Wednesday, November 6, 2013

X-FACTOR #68 - July 1991



Finale
Credits:  Whilce Portacio & Jim Lee (plot), Chris Claremont (script), Whilce Portacio (penciler), Art Thibert (inker), Dana Moreshead (colors), Mike Heisler (letters)


Summary:  The Riders of the Storm attack X-Factor with the brainwashed Crystal and Medusa.  The team is taken captive, until the Inhumans arrive as reinforcements.  Askani helps Beast and Marvel Girl free Nathan from Apocalypse’s crèche.  They discover he’s been infected with a virus.  Nathan drags Marvel Girl into the Astral Plane, where she faces Nathan’s mental recreation of Apocalypse.  She pulls Cyclops into the Astral Plane for help, and in the physical reality, mentally guides him.  With an intense optic blast, Cyclops eradicates Apocalypse.  Askani offers to take Nathan to the future, where he can be cured of the strange virus.  Cyclops reluctantly agrees.


Continuity Notes:  
  • Apocalypse claims that killing Nathan will, somehow, seal the fate of the Twelve.  Images of the Twelve flash during the story, but the only characters that can be clearly made out are Cable, Xavier, and Storm.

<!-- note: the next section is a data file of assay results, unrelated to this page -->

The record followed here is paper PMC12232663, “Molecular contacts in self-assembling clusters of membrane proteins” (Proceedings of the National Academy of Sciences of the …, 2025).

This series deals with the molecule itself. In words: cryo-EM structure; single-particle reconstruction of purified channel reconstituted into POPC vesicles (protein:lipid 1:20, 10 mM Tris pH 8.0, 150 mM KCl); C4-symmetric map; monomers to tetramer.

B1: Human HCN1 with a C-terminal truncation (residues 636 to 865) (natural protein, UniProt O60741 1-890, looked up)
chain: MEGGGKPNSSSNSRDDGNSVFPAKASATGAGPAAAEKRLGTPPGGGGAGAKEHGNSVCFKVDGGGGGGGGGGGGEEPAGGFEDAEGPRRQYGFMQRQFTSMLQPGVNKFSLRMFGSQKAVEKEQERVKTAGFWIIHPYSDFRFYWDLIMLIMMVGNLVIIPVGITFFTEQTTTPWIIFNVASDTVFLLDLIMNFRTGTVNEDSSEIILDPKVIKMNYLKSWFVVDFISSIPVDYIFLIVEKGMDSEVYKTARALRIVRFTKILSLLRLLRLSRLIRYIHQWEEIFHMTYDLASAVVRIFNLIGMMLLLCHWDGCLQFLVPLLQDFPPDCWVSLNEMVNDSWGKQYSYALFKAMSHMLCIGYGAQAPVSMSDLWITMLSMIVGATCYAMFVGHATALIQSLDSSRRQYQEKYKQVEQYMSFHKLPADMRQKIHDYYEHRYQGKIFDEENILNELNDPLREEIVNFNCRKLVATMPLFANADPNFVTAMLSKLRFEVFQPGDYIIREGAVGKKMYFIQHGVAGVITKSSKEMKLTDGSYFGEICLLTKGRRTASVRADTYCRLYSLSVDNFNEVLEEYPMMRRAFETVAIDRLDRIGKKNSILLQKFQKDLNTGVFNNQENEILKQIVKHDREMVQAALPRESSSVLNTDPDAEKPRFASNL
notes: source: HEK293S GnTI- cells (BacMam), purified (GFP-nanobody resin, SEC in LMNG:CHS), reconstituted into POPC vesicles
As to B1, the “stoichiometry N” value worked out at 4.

• After taking X-Factor captive, Apocalypse tells them that he can now pursue what has always been his true goal:  stealing their powers so that he can become a celestial menace.
  • Marvel Girl still claims that her telepathy is gone, and is relying on Nathan’s powers during the story.
  • Askani tells Cyclops that she’s the only one in her clan who can travel back in time, and that this is the final time he’ll see Nathan.  Why she’s so confident that she’ll never be able to time travel again isn’t clear.
  • Ship tells X-Factor that he’s “intermerged (his) substance with Nathan’s” in order to slow down the virus’ growth.  When Cable is finally revealed as Nathan, we learn that Ship traveled with him in the future and later became his computerized companion, the Professor.
  • The virus is never actually referred to as a “techno-organic virus” this issue, but the art does make it clear that some cybernetic technology is taking over Nathan’s body.
  • The Watcher delivers a soliloquy on the final page, as images from other X-titles appear around him.  One of them features Cable, which inspired a lot of the early fan speculation that baby Nathan is now Cable.  Apparently, Jim Lee had already decided that Cable should be Nathan at this point, while Rob Liefeld had plans to reveal Cable as a future version of Cannonball.